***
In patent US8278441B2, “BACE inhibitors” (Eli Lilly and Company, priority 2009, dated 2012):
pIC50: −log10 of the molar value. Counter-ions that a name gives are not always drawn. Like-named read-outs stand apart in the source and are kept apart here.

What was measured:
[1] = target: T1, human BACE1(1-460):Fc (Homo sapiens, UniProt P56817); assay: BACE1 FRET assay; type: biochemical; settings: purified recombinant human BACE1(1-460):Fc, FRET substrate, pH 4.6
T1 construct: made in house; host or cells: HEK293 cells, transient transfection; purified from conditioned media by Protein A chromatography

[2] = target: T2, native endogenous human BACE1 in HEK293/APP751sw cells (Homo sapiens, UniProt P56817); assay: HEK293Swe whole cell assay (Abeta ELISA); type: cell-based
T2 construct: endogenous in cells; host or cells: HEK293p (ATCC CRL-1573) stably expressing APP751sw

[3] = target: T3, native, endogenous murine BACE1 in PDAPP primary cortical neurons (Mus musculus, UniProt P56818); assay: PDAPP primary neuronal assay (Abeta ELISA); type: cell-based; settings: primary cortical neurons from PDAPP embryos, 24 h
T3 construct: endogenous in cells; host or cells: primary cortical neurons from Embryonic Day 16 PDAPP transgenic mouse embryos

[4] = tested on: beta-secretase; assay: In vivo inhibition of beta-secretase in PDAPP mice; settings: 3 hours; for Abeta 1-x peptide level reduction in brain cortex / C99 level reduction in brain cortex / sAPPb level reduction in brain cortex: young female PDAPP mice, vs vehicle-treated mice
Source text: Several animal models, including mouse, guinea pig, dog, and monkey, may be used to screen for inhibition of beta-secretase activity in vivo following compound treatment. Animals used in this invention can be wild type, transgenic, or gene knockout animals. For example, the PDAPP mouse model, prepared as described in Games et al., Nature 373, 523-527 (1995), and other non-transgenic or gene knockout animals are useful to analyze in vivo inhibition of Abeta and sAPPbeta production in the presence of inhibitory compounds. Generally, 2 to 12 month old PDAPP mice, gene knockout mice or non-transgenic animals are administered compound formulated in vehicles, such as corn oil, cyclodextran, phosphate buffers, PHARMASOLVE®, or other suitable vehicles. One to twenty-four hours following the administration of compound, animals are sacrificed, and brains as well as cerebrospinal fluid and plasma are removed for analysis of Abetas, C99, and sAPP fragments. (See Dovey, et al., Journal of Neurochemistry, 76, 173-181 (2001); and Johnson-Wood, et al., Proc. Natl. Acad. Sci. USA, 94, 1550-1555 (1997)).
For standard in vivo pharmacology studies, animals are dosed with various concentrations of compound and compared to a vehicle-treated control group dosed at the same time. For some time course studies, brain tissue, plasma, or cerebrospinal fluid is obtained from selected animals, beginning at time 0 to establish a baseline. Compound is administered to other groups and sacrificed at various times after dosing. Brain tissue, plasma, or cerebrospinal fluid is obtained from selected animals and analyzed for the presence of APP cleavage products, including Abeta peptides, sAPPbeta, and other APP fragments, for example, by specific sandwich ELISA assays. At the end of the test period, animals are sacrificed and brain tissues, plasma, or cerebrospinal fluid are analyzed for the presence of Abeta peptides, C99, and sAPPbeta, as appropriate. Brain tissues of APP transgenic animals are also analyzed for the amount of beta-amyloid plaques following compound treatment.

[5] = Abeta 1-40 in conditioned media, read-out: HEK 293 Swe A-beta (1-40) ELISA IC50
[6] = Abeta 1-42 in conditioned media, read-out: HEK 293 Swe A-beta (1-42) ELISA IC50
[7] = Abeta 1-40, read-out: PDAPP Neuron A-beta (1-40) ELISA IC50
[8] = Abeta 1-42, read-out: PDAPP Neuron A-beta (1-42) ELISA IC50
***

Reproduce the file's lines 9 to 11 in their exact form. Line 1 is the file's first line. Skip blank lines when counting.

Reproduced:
T3 construct: endogenous in cells; host or cells: primary cortical neurons from Embryonic Day 16 PDAPP transgenic mouse embryos

[4] = tested on: beta-secretase; assay: In vivo inhibition of beta-secretase in PDAPP mice; settings: 3 hours; for Abeta 1-x peptide level reduction in brain cortex / C99 level reduction in brain cortex / sAPPb level reduction in brain cortex: young female PDAPP mice, vs vehicle-treated mice
Source text: Several animal models, including mouse, guinea pig, dog, and monkey, may be used to screen for inhibition of beta-secretase activity in vivo following compound treatment. Animals used in this invention can be wild type, transgenic, or gene knockout animals. For example, the PDAPP mouse model, prepared as described in Games et al., Nature 373, 523-527 (1995), and other non-transgenic or gene knockout animals are useful to analyze in vivo inhibition of Abeta and sAPPbeta production in the presence of inhibitory compounds. Generally, 2 to 12 month old PDAPP mice, gene knockout mice or non-transgenic animals are administered compound formulated in vehicles, such as corn oil, cyclodextran, phosphate buffers, PHARMASOLVE®, or other suitable vehicles. One to twenty-four hours following the administration of compound, animals are sacrificed, and brains as well as cerebrospinal fluid and plasma are removed for analysis of Abetas, C99, and sAPP fragments. (See Dovey, et al., Journal of Neurochemistry, 76, 173-181 (2001); and Johnson-Wood, et al., Proc. Natl. Acad. Sci. USA, 94, 1550-1555 (1997)).